Ever heard of George Pataki? How about Ben Carson? Don't feel bad. Carson, an American neurosurgeon, and Pataki, a former New York governor, are names only political junkies would recognize. What they have in common is that they both want to be the Republican candidate for president in 2016.
Pataki announced his candidacy on Thursday just a few hours after Rick Santorum stepped into the same political spotlight. Santorum is one of the more recognizable names in a conservative primary election that threatens to become hopelessly cluttered.
Santorum, staunchly conservative, has some enlightening views on subjects such as immigration and equality. He rejects both concepts — equality for homosexuals (categorically) and immigration — with few exceptions. Now, Santorum's views come as no surprise since the devout Catholic father of seven already gave Mitt Romney a pretty good fight in 2012 when he actually won a couple of rounds.
But he won't be running on the religious ticket this time. Instead, he will concentrate on the middle class whose only salvation is naturally embodied in a Santorum presidency.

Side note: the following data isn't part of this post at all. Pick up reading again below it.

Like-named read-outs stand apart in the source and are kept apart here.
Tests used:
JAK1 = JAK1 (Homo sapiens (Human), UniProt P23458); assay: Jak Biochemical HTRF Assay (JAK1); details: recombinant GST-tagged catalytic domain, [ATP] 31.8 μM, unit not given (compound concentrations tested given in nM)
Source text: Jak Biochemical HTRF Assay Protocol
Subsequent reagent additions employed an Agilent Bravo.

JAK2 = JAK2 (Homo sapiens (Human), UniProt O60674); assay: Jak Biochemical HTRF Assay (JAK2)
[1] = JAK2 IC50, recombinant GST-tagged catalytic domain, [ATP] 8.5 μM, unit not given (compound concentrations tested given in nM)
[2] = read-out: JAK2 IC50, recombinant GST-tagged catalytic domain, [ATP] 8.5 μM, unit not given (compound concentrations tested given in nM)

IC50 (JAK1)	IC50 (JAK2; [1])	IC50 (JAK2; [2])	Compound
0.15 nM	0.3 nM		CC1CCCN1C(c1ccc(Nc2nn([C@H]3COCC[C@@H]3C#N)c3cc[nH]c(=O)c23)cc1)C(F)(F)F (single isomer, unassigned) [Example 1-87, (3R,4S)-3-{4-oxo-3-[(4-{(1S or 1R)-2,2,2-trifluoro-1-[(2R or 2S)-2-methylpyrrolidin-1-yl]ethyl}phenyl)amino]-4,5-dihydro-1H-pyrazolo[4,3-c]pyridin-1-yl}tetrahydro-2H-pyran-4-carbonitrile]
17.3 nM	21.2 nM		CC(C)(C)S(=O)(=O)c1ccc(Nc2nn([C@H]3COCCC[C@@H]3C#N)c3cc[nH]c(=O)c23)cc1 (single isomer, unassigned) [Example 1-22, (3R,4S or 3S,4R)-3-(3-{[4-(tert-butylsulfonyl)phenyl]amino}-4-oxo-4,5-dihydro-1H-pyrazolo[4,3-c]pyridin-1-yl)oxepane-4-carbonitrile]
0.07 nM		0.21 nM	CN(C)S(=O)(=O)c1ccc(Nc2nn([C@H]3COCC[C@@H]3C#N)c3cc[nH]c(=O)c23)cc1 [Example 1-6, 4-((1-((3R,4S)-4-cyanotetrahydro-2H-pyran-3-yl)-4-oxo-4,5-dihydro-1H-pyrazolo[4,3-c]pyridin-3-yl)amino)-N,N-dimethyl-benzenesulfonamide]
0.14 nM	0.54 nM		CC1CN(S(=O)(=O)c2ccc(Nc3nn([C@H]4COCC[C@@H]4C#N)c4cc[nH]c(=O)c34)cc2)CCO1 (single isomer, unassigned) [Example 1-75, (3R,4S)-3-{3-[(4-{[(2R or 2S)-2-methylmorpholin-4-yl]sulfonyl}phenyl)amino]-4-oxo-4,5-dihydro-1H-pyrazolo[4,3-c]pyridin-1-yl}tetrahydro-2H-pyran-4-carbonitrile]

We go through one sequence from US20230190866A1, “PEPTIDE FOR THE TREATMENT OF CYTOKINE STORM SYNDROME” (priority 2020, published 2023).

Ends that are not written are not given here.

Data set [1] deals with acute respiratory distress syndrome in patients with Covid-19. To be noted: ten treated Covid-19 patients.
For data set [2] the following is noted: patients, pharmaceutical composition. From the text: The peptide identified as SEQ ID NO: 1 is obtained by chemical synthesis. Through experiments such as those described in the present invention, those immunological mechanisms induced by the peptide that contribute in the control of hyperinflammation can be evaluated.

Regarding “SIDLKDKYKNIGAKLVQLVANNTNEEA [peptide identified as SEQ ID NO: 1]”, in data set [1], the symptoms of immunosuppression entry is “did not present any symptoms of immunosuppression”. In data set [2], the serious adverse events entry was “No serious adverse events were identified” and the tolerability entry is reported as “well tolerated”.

All eight of the Republican candidates who have declared so far are out to rescue their nation, along with about a dozen more politicians and celebrities waiting in the wings, including that tireless real estate tycoon, Donald Trump again. They will potentially declare their ambitions in the next few weeks.
Tea Party Fanatics and Religious Conservatives
A large field of candidates for the White House could be a sign of democratic diversity and offer a genuine chance of real political debate. But in reality, there's a danger that things could become trivialized and absurd with so many hats in the ring. Each candidate will be trying to find his or her own unique selling point while simultaneously taking care to avoid alienating any member of the party's base. That will be extremely dicey in a party composed of ultra-right tea partiers, the super-religious, as well as values and economic conservatives.
Beyond that, they must focus on the actual goal: regaining the White House in 2016. They can't get overly radical against the Democrats nor can they afford to become too boring (See: Romney, Mitt in 2012.)
It's a delicate balancing act made more difficult by a gigantic field of candidates. The Republicans have a rough road to the White House but an entertaining one for political observers. In the end it could be most profitable for the one sitting on the sidelines as a spectator for now: Hillary Clinton.